Gaddafi stronghold Sirte captured (celebrations VIDEO)
According to Associated Press, the final push to capture the remaining pro-Gaddafi positions began around 8am on Thursday and ended after about 90 minutes.
At least 16 pro-Gaddafi fighters are believed to have been captured, along with multiple cases of ammunition and trucks loaded with weapons.
Celebratory gunfire has echoed through Sirte.
Video from the site shows Libyan interim government fighters hoisting the new national flag over a captured holdout in the center of the city.
Just before the assault, about five carloads of loyalists tried to flee the enclave down the coastal highway, but were killed by anti-Gaddafi forces, who are now searching homes and buildings.
The city has been under siege by forces from the rebel center of Misrata since March. The attackers reported successful offensive operations against the Gaddafi loyalists on several occasions, but each time were eventually pushed back.
For weeks, NTC commanders have been saying that the fighting would end soon. However so far, that has not been accomplished, mostly due to unexpectedly fierce resistance by Gaddafi loyalists.
The interim government has recently been criticized for the slow progress in taking one of the last strongholds held by Muammar Gaddafi supporters. According to Reuters, the NTC's failure to seize Sirte, nearly two months since the fall of Tripoli, has raised questions about its ability to exert its authority over the entire country and has postponed the launch of its promised democracy program.
On Monday, the forces of the National Transitional Council captured Bani Walid, another loyalist stronghold.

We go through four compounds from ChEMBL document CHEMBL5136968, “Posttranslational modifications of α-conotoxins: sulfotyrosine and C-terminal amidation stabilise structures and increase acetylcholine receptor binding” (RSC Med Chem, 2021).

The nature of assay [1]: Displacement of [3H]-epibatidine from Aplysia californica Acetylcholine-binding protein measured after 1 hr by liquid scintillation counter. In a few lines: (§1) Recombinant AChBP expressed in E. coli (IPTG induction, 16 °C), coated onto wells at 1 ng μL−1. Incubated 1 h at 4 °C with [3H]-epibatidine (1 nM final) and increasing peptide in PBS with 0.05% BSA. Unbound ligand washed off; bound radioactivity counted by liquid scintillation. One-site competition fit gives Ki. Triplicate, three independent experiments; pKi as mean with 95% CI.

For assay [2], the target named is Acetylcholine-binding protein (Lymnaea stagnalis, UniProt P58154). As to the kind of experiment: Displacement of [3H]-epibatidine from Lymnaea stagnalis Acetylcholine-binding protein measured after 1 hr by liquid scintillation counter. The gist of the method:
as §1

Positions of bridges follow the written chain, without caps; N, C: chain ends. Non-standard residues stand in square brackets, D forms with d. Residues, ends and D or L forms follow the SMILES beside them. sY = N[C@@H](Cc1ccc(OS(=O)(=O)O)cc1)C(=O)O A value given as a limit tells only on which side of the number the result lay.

Mark Almond, International Relations professor at Turkey's Bilkent University believes the fall of the last stronghold may not only be the “beginning of the end,” but “the end of the beginning” as well.
“There are a lot of Libyans who sided with Gaddafi. There are a lot of Libyans who took an opposing side. But those who’ve suffered, those who’ve seen members of their family killed, disappeared, may well now blame the victorious rebels since they are far from seeing the end of fighting,” he told RT. “This victory could be the source of new feuds. We have to remember Libya has a tradition for the like of feuds and vendettas and it would be naïve to think that simply seeing the rebel flag raised and Colonel’s Gaddafi green flag put down is the end of the story.”
“What we might now see is an insurgency,” Almond went on. “And NATO may find itself drawn deeper and deeper into the desert. Unless Colonel Gaddafi is caught, unless his sons are caught, there is the potential phenomenon [of] ongoing resistance. Unless some miraculous transformation in the economy and society takes place so that everybody feels happy with the new system, the risks are there will be infighting amongst different groups and also continuing insurgency by those who feel that Gaddafi is preferable to what has come. And even those who hated Gaddafi may not feel happy with each other. And in fact, I think the fall of Gaddafi, if he was captured, is far from ending trouble in Libya [and] could be the spark to new conflicts when those who come together because they fear Gaddafi coming back fall apart once they know that there is nothing to fear.”